SPOKANE, Wash. (AP) — In her first political campaign, Republican Senate candidate Tiffany Smiley is going after Washington state’s most well-known institutions.
For one, Patty Murray, the Democratic senator who has held the seat for the last 30 years and is seeking a sixth term. The Seattle Seahawks, Starbucks and The Seattle Times, home-grown, big-name organizations that she dismisses as “woke corporations” for not wanting her to use their logos in her ads. The city of Seattle, which she’s denounced as liberal and crime-ridden.
Smiley’s broad range of targets illustrates the combative approach she has brought to her campaign, a strategy that may at first seem counterintuitive to her efforts to draw in support from enough voters to oust Murray.
The candidates have one formal debate scheduled so far, on Oct. 23 at Gonzaga University in Spokane.
Whether Smiley’s efforts will work in a state that hasn’t elected a Republican to the Senate since 1994 remains to be seen.
Murray has also run a slew of negative ads against Smiley, saying the Republican’s anti-abortion stance could threaten women’s rights and also trying to tie her to extremist elements within the GOP.
Cornell Clayton, a political scientist at Washington State University and director of the Thomas S. Foley Institute for Public Service and Public Policy, said while people say they dislike it when campaigns go negative, such ads work.
“Attack ads provoke stronger emotional responses from voters and are more effective at motivating behavior,” Clayton said in an email.
Murray, 71, has seized on the abortion issue following the Supreme Court decision to overturn Roe v. Wade earlier this year, saying the decision "created chaos and harm to patients.”
Murray has also promoted the achievements of Democrats, saying President Joe Biden’s infrastructure bill will rebuild roads, bridges and highways. She also noted Democrats passed medical improvements for veterans, a bill to make more computer chips in the United States and the Inflation Reduction Act, which will help reduce the impacts of climate change and lower the cost of prescription drugs.
While Smiley personally opposes abortions, she said she would not push for a nationwide ban. Smiley said she believes the issue is best decided by each individual state, and Washington voters decided decades ago to approve abortions here.
“I accept the will of the voters,” Smiley said.
Smiley's aggressive tactics echo that of Republican candidates across the country who are eager to take on the establishment while blaming Democrats for issues like rising crime rates.
Smiley is hoping enough people have tired of Murray, who was first elected in 1992, to give her an edge in November. She has spent big running blistering ads blaming Murray for crime and inflation, especially high prices for gasoline and groceries.
“We’ve gotten worse under her watch,” Smiley said.
Smiley, who has made regular appearances on Fox News, emphasized her visits to all of the state's 39 counties.
Murray has warned the Republicans will seek to restrict women's reproductive rights.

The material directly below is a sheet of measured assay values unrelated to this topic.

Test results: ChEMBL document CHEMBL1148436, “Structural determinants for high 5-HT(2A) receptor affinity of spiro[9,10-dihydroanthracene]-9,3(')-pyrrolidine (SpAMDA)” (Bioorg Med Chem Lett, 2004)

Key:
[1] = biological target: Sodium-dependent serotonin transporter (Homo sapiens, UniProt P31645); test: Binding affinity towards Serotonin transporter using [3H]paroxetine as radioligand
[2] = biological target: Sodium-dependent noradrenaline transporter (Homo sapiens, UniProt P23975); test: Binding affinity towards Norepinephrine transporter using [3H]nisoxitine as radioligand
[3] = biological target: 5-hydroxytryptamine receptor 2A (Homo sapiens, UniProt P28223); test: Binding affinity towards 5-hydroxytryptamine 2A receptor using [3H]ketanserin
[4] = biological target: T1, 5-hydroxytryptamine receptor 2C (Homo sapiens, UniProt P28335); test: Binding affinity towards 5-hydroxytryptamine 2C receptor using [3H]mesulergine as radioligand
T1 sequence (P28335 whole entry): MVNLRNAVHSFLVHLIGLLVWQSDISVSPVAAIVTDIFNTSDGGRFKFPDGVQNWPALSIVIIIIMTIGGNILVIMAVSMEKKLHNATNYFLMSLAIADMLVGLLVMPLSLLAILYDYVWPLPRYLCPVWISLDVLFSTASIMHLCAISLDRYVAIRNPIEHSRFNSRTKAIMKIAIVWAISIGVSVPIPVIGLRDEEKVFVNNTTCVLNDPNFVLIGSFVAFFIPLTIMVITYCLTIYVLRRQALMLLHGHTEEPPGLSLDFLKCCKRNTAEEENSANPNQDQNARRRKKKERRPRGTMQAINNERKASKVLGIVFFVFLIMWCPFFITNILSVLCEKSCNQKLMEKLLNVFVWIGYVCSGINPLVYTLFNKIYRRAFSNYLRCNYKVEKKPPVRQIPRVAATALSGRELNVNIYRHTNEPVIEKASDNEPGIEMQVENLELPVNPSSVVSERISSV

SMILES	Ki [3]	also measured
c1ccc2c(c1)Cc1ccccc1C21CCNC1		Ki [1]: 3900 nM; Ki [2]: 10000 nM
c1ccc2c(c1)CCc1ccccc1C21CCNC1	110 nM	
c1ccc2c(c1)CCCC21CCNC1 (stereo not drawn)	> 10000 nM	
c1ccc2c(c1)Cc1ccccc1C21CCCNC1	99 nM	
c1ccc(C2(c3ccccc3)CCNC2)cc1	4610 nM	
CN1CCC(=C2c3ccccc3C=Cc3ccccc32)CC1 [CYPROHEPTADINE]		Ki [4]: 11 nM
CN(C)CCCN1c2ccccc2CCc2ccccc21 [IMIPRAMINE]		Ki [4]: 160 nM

“Depsite the clear outcry from across the country, overturning Roe was just their first step,” Murray said recently on the Senate floor. “Republicans want to force my constituents to stay pregnant even when they do not want to be and go after the doctors who provide abortion care.”
Money has poured into the race.
Murray has raised more than $17.8 million as of the September reporting deadline, and had $3.7 million in the bank. Smiley had raised more than $12.8 million, far more than recent GOP Senate challengers in Washington, and had $2.4 million in the bank.
Highlighting problems in Seattle, the state’s largest city, is not a dangerous political strategy, said Caleb Heimlich, chair of the Washington State Republican Party. “
“Seattle voters recognize their leaders are failing them,” Heimlich said.
Murray was first elected during the “Year of the Woman,” motivated to run in part by the contentious Clarence Thomas Supreme Court confirmation hearings. She has risen to chair of the Senate Committee on Health, Education, Labor, and Pensions and is a member of Democratic leadership.
Smiley recently has tried to blame rising crime in Seattle, the state's largest city, on Murray and Democrats.
In a new television ad, Smiley stands in front of a closed Starbucks coffee shop in Seattle and blames Murray for the rise in urban crime that led to the closure.
Murray replied: “We have seen increased crime and homelessness in every single community in our state.”
For her part, Murray has tied Smiley to former President Donald Trump and his MAGA supporters.
Smiley said a photo of her standing with Trump that is featured in Murray ads was taken when she was advocating for better medical care for veterans.
Murray also pointed to the insurrection of Jan. 6, 2021, as something voters should not forget.
The state Democratic party has also warned that Republicans are a threat to voting rights and have said Murray would protect them.
“Our democracy is at stake,” said Tina Podlodowski, chair of the Washington State Democrats.
Smiley, a 41-year-old native of Pasco, Washington, has tried to connect with voters by focusing on her personal story.
She's a former nurse who has highlighted her past advocacy for her husband, a military veteran who was blinded in an explosion while serving in Iraq in 2005.
Smiley said big issues pushing her to run include the government response to the coronavirus pandemic, especially the closing of schools.
“I'm the mom of three young boys who were shut out of school for a year and a half,” Smiley said.
Murray said her top political priority in the next two years is “to protect the rights of women to make their own health care decisions.”